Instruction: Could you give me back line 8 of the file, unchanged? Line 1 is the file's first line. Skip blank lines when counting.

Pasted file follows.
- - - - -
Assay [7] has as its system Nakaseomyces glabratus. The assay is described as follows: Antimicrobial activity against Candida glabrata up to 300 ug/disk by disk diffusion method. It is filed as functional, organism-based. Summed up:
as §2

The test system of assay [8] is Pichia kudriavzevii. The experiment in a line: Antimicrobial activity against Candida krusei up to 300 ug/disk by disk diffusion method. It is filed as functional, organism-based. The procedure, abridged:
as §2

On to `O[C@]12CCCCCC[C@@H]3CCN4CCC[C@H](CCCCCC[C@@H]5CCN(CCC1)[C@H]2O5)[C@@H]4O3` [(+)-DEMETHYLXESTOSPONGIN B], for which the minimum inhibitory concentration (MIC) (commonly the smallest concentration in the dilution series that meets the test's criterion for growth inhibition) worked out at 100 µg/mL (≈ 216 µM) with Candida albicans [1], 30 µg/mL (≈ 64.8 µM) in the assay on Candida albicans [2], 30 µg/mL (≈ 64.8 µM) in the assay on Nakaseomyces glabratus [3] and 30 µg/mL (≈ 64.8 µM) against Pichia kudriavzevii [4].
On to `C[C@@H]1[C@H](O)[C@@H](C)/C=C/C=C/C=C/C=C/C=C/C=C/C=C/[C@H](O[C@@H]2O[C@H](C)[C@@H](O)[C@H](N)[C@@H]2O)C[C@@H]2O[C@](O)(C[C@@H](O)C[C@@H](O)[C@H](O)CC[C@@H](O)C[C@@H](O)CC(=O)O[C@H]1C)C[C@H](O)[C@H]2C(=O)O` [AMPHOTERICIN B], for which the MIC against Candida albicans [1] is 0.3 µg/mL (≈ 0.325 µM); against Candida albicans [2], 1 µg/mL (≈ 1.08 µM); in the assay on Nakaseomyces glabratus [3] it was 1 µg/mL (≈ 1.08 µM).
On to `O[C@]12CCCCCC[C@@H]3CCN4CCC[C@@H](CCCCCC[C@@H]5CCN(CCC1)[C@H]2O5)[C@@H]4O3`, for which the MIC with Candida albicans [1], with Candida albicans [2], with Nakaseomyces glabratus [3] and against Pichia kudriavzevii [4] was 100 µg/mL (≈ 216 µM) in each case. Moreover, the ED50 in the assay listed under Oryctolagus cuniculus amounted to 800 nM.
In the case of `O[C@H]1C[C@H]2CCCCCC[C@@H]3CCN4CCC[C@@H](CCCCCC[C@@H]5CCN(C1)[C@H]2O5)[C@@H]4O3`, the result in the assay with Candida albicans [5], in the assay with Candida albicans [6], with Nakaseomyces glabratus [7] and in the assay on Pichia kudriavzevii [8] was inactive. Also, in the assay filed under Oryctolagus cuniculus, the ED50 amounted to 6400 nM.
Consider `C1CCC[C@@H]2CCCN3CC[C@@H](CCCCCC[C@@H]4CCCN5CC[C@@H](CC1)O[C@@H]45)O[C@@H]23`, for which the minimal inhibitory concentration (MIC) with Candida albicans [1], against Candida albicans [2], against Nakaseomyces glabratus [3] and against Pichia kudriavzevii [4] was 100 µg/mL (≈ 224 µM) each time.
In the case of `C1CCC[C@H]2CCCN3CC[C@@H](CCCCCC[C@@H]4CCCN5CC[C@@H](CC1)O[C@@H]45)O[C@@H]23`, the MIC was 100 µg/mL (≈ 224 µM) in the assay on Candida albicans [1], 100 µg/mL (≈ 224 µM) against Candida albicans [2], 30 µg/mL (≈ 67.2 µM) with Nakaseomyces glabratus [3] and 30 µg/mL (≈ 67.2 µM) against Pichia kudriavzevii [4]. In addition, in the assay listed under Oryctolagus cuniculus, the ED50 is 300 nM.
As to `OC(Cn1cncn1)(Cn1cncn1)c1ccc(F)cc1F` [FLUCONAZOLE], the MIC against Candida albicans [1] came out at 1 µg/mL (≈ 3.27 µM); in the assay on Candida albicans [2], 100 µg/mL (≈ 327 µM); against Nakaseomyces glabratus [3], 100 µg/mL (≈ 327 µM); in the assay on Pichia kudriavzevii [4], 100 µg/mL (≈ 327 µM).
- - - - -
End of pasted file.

In the case of `O[C@H]1C[C@H]2CCCCCC[C@@H]3CCN4CCC[C@@H](CCCCCC[C@@H]5CCN(C1)[C@H]2O5)[C@@H]4O3`, the result in the assay with Candida albicans [5], in the assay with Candida albicans [6], with Nakaseomyces glabratus [7] and in the assay on Pichia kudriavzevii [8] was inactive. Also, in the assay filed under Oryctolagus cuniculus, the ED50 amounted to 6400 nM.